It was this that St. Paul was thinking about when he wrote that God “seated him [Jesus] at his right hand in the heavenly realms, far above all rule and authority, power and dominion, and every title that can be given, not only in the present age but also in the one to come. And God placed all things under his feet…” (Ephesians 1:22).
The author of Hebrews had Jesus’s coronation in mind when he wrote that God said to Jesus, “Sit at my right hand until I make your enemies a footstool for your feet.” Then there is this, from the first epistle of Peter: “Jesus Christ … has gone into heaven and is at God’s right hand—with angels, authorities and powers in submission to him” (1 Peter 3:22).
This is what the great hymn of the early church is about: “God exalted him to the highest place and gave him the name that is above every name, that at the name of Jesus every knee should bow, in heaven and on earth and under the earth, and every tongue confess that Jesus Christ is Lord, to the glory of God the Father” (Philippians 2:6-11). Earth’s king is, for the time being, in heaven.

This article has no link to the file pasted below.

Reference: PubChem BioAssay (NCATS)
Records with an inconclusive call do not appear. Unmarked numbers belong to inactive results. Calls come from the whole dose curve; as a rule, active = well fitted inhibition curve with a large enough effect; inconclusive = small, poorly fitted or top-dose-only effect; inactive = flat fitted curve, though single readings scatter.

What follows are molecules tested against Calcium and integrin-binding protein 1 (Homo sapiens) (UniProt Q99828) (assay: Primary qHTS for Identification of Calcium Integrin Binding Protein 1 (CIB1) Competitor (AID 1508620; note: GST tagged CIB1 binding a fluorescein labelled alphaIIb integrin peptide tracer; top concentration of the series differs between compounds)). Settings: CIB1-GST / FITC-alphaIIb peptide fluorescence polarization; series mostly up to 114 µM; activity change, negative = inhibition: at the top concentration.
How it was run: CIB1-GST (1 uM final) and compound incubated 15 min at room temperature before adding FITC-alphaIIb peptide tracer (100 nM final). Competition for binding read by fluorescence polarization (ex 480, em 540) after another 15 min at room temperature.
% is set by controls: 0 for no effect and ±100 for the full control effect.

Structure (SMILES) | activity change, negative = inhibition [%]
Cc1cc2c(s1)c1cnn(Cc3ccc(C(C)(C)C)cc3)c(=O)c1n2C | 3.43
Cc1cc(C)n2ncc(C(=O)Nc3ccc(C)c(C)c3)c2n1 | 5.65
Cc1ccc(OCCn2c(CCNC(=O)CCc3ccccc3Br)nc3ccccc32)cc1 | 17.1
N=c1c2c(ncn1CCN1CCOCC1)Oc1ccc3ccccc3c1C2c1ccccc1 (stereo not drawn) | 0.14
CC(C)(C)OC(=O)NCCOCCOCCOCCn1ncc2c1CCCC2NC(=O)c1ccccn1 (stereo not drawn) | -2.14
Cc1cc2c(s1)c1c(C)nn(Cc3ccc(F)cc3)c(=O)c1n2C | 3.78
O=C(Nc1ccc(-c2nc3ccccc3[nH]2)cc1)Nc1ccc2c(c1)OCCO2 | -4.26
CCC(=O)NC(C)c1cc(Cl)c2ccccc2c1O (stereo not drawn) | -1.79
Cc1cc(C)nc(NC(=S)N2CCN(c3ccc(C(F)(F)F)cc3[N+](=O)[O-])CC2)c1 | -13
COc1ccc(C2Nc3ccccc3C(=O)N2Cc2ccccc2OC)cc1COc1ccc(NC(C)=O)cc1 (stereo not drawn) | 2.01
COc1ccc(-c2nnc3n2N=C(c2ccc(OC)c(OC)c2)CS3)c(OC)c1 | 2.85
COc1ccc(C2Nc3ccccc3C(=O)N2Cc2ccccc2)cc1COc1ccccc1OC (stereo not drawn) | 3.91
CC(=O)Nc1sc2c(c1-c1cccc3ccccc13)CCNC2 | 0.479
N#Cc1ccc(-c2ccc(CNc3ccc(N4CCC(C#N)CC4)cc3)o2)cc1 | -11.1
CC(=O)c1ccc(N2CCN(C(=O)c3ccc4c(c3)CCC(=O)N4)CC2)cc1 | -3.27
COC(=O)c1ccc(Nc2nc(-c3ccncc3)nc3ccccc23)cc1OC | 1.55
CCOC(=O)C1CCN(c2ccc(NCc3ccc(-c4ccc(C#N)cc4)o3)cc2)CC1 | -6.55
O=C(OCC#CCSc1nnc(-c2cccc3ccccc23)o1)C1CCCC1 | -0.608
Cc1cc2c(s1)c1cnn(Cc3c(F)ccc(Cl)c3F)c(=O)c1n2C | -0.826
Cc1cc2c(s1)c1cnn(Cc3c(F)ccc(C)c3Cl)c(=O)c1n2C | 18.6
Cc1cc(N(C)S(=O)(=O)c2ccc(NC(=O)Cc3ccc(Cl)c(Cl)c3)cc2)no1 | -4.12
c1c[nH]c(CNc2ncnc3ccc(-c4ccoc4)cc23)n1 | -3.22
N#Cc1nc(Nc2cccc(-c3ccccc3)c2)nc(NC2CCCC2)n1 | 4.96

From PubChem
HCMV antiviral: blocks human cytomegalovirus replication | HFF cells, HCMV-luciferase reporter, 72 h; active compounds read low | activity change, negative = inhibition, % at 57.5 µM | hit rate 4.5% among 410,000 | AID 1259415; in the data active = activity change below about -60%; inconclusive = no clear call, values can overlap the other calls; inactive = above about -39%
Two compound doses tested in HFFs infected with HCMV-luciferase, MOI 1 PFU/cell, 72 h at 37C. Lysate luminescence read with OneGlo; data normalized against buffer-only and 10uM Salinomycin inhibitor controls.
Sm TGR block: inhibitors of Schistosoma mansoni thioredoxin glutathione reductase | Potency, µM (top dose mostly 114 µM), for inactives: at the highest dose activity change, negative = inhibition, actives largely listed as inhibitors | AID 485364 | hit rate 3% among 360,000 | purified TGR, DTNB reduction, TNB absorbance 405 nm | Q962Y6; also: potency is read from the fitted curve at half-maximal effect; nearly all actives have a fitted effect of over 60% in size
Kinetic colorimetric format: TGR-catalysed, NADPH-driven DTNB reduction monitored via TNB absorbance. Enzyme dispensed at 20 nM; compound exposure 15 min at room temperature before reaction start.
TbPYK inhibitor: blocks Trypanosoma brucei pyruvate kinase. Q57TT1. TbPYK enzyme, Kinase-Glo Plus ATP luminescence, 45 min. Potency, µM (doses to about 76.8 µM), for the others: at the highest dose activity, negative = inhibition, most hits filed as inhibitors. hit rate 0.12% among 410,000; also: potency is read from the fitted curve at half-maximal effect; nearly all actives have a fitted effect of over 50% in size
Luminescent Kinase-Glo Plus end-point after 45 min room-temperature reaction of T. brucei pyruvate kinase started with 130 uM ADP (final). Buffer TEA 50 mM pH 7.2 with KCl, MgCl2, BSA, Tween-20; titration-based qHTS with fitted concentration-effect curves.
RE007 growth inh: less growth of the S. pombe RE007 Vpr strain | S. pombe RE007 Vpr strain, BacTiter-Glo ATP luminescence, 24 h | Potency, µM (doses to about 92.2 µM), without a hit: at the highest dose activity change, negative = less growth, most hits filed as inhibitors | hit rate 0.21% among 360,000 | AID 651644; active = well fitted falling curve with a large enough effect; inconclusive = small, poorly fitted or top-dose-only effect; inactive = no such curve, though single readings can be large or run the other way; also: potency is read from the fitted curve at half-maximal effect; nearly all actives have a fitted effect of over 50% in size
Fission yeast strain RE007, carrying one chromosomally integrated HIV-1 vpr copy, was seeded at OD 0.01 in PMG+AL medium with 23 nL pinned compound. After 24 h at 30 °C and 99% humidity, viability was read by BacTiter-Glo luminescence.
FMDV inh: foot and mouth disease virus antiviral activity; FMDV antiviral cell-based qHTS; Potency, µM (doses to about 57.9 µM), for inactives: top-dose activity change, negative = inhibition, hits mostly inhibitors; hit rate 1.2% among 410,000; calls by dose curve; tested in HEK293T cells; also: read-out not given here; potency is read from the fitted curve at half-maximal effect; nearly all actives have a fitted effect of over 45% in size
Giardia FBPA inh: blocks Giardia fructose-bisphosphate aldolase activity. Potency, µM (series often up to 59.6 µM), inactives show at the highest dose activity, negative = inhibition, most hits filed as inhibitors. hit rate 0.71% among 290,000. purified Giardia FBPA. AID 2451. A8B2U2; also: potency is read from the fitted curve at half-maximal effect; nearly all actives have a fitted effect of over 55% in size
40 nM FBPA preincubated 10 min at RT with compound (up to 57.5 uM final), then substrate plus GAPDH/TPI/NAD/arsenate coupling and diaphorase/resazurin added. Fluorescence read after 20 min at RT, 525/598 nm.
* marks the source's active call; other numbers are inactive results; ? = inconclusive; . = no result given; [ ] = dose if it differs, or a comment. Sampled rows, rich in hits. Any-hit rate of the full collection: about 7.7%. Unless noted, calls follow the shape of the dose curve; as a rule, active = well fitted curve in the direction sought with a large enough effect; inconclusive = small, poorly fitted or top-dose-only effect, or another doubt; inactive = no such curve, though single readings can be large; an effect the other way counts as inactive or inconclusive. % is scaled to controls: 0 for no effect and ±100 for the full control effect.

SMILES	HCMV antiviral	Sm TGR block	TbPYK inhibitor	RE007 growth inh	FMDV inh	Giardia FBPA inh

But what’s he doing there when the battle is here? Why not return immediately from heaven to end the war and bring justice and peace? There are various answers to that question but think of it this way: Had he done so, you and I would not have had the chance to join him and serve in his kingdom. St. Peter explained, “He is patient with you, not wanting anyone to perish, but everyone to come to repentance” (2 Peter 3:9).
Though Jesus has been crowned king at the right hand of the throne of God, the spiritual powers of darkness are still ascendant on earth, where the church serves King Jesus as The Underground, the counterinsurgency, The Resistance. They early church understood their mission: they were deployed on earth to make preparations for the king’s return. In them the kingdom of heaven was already present on earth, but it would not be fully realized until King Jesus himself returned.